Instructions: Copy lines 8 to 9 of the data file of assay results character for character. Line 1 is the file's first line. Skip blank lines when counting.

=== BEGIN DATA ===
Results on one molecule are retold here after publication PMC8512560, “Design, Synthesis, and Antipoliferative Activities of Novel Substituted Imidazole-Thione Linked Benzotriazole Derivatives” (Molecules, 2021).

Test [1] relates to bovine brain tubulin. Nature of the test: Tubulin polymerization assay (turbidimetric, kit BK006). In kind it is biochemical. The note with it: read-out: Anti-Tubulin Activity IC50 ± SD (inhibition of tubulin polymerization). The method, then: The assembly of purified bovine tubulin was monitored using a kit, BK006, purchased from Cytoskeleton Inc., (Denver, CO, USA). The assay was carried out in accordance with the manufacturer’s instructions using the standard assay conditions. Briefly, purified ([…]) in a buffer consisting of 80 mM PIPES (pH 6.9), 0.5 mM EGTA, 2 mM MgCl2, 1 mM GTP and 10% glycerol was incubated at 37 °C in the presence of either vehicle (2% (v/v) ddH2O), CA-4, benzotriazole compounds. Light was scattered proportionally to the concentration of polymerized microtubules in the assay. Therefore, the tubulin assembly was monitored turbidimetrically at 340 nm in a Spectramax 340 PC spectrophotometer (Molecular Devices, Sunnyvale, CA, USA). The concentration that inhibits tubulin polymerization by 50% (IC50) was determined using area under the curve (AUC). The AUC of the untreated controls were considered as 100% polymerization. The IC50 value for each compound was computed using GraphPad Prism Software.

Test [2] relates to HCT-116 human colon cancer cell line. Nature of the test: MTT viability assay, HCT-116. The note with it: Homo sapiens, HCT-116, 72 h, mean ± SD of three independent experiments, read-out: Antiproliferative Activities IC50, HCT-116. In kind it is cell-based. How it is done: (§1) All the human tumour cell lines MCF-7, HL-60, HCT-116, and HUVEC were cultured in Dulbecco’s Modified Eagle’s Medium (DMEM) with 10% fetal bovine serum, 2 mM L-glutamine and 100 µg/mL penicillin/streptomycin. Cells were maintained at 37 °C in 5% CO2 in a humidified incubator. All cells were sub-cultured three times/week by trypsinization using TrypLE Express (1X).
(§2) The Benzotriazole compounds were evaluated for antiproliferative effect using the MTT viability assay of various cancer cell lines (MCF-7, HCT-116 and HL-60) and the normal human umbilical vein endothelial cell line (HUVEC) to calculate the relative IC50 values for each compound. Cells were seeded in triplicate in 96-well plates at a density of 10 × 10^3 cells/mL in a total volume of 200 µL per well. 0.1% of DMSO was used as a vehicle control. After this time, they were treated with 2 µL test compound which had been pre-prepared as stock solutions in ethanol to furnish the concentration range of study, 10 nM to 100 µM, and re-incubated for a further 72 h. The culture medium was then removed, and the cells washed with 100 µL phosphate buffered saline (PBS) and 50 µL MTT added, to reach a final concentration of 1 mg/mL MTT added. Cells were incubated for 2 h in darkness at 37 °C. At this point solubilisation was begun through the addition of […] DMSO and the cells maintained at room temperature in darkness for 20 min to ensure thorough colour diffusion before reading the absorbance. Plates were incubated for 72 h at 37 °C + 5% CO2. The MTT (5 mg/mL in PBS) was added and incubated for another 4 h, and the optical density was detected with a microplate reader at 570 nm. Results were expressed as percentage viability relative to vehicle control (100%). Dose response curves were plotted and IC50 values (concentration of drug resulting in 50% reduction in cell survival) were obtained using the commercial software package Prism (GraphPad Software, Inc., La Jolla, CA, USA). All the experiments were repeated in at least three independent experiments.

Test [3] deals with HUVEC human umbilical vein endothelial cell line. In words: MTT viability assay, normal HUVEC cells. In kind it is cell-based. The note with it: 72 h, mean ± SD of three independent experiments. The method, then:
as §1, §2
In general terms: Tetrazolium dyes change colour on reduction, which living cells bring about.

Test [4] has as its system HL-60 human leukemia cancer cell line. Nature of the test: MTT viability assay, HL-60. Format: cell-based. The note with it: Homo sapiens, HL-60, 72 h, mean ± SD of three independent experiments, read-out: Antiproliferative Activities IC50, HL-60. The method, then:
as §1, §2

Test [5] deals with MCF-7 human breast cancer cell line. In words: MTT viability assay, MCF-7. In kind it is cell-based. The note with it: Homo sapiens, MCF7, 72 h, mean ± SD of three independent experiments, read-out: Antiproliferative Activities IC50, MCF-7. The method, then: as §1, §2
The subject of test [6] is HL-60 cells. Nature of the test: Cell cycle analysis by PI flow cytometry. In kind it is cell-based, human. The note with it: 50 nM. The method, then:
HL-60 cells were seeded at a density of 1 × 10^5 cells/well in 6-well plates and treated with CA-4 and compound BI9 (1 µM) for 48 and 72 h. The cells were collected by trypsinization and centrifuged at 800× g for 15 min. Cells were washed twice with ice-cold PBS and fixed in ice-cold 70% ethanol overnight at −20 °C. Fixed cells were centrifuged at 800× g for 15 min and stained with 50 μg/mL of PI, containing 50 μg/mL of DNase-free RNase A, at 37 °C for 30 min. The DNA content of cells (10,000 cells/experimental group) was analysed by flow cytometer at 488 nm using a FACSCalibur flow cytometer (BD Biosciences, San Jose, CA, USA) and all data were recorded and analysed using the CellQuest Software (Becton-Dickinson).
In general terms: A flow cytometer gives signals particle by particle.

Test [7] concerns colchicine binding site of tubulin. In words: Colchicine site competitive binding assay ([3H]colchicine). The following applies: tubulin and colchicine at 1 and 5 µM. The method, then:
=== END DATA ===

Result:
Test [4] has as its system HL-60 human leukemia cancer cell line. Nature of the test: MTT viability assay, HL-60. Format: cell-based. The note with it: Homo sapiens, HL-60, 72 h, mean ± SD of three independent experiments, read-out: Antiproliferative Activities IC50, HL-60. The method, then:
as §1, §2